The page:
5 December 2018
Sky workers harbour a raft of fears about the firm’s takeover by broadcasting giant Comcast shown, a BECTU survey has revealed.
The investigation by the UK’s media and entertainment union saw staff share concerns about the future of the company in the wake of the £30billion buyout by Comcast.
Common concerns raised include redundancy and restructure following the Comcast takeover; changes in management; cost-cutting; a loss of core company values; transparency, and Sky’s ability to safeguard its future in the face of unprecedented competition.
Although the vast majority of respondents said they were satisfied or very satisfied with current working conditions, half of all staff who took part said they feared redundancy, while detailed comments highlighted deeper concerns about the future.
Comments made include:
“There’s a risk we can lose our values quickly in this race to become the leading media provider, being sold to the company with the highest bid."
“They should be keeping knowledge within the company instead of making people redundant to bring in new people that do not understand the systems and processes.”
“Sky are meant to be a forward thinking technology company and they need to make sure they ensure staff are kept up to date with changes."
“There is a terrible work/home balance that needs addressing.”
“Transparency is the main issue. Staff are often left in the dark regarding the company’s intentions.”
Head of BECTU Philippa Childs said: “Sky has a strong reputation as an exciting and rewarding place to work, but our survey lifts the lid on some very serious concerns that management must move swiftly to address if it wants to hold on to that reputation.
“Sky’s success has been built on the talent and commitment of staff who are now understandably concerned about the future, and fear being cut adrift if Comcast looks to make savings following its multi-billion pound buyout.
“We’ve been pressing Sky to stop keeping staff in the dark, offer workers reassurances and allow BECTU access to the workplace so that we can support staff through uncertain times. We hope they will now start to take workers’ concerns seriously and show that they’re open to better engagement with BECTU.”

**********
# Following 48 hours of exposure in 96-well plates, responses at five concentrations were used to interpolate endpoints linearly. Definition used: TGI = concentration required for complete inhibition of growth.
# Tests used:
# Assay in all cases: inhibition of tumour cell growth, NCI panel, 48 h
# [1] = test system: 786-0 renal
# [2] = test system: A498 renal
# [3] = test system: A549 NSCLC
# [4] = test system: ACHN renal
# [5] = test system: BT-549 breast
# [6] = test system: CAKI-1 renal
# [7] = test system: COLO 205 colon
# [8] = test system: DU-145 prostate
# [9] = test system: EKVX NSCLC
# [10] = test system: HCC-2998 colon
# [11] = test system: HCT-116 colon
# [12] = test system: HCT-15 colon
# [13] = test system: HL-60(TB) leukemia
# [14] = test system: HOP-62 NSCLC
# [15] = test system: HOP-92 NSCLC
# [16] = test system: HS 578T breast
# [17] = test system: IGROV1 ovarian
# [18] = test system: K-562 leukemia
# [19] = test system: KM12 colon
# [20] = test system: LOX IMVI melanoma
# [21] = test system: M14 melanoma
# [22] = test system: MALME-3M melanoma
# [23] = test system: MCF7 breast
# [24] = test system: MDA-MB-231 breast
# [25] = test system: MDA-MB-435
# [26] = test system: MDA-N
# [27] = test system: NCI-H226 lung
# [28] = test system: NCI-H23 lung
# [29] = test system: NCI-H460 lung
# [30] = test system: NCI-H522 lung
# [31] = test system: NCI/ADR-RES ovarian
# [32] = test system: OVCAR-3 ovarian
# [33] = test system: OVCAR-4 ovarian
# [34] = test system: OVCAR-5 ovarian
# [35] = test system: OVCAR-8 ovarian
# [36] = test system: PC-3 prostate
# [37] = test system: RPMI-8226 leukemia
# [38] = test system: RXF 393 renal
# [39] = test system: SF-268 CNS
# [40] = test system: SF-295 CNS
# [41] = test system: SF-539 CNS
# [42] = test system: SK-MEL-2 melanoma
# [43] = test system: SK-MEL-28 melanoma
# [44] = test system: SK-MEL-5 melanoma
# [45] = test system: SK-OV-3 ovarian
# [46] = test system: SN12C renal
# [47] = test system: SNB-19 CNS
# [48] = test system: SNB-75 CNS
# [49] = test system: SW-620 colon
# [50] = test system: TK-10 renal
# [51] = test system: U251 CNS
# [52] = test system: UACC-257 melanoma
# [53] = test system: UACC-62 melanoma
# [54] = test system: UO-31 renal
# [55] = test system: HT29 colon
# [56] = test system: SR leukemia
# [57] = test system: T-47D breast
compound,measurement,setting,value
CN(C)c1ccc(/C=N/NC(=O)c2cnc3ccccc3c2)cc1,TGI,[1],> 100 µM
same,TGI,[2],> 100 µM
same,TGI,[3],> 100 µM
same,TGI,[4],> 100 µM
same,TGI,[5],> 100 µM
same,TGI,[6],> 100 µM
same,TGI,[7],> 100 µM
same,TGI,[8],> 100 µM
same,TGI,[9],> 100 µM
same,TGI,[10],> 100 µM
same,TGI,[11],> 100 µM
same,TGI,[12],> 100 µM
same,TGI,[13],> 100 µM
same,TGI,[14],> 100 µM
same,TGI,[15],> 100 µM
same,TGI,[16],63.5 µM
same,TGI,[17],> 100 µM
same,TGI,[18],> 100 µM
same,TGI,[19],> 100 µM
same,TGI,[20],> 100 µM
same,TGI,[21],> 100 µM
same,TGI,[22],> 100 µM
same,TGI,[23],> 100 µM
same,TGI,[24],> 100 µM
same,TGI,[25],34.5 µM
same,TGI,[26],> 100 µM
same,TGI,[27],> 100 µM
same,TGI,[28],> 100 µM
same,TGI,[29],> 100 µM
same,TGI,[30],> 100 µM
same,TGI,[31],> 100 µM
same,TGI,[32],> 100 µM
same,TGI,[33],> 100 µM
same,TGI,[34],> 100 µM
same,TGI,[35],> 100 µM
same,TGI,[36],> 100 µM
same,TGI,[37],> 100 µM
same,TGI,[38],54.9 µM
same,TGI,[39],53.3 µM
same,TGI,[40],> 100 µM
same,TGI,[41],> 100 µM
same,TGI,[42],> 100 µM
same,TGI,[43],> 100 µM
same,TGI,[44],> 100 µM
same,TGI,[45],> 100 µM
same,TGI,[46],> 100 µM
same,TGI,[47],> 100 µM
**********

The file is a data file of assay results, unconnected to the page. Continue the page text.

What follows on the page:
The BECTU survey saw 142 Sky staff from a wide range of business units take part and followed leafleting outside Sky’s west London Osterley HQ. It was part of the ongoing “Moxie” campaign to encourage more workers to join the union and urge Sky’s executives to grant BECTU access to workplaces.
Survey key findings
How closely have you been following the sale of Sky?
The majority of respondents (71%) said they had been following very closely (31.5%) or quite closely (39.5%)
What do you think the impact for staff might be for a takeover? (up to three answers)
The largest area of concern was being made redundant, which was flagged by 50% of respondents. Other significant concerns included:
- Changes to team structure (46%)
- Parts of the business being sold off (38%)
- Changes to my line management (25%)
Respondents also expressed concern about pay changes (23%); poor decisions being made for the business (22%); what might happen to colleagues (21%); programmes or projects being cancelled (20%); being redeployed(19%), and changes to working hours (15%)
How much information are you being given by Sky about potential changes?
This was split down the middle, with just under half of staff saying they were getting constant (10%) or regular (39%) updates, and the rest saying updates were either sporadic (18%), very few (16%) or non-existent (17%)
How satisfied are you with your current working conditions?
The vast majority (82%) said they were very satisfied (39%) or satisfied (43%). 16% said they were unsatisfied and 2% extremely unsatisfied.
What are the most positive things about working for Sky? (up to three answers)
The number one response was “the people I work with” (63%)
Other key highlights included:
- Working on exciting programmes and projects (45%)
- Sky’s good reputation (45%)
- Terms and conditions (43%)
- Being treated fairly and equally (39%)
Some respondents also showed enthusiasm for being valued for their work (26%) and being well paid (24%)
What do you think are the core issues facing Sky and television/broadcasting over the next five years?
This free-text question drew a range of responses, with the key themes being:
- Increasing competition from on-demand streaming platforms, such as Netflix and Amazon
- Restructure and redundancy, including a loss of key skills
- Lack of investment in staff training
- Maintaining quality in the face of reduced revenue
- Poor communication and support from senior managers/executives
- Comcast making cuts/changes to recover costs from the buyout
- Impact of Brexit
Respondents worked in various parts of the Sky business, including camera crew; sales; engineering; news; creative; finance; technology; software; digital, and entertainment. Of respondents, 73% were male, 25% female and 2% chose not to say.
More on the Moxie Sky campaign can be found at www.moxie.org.uk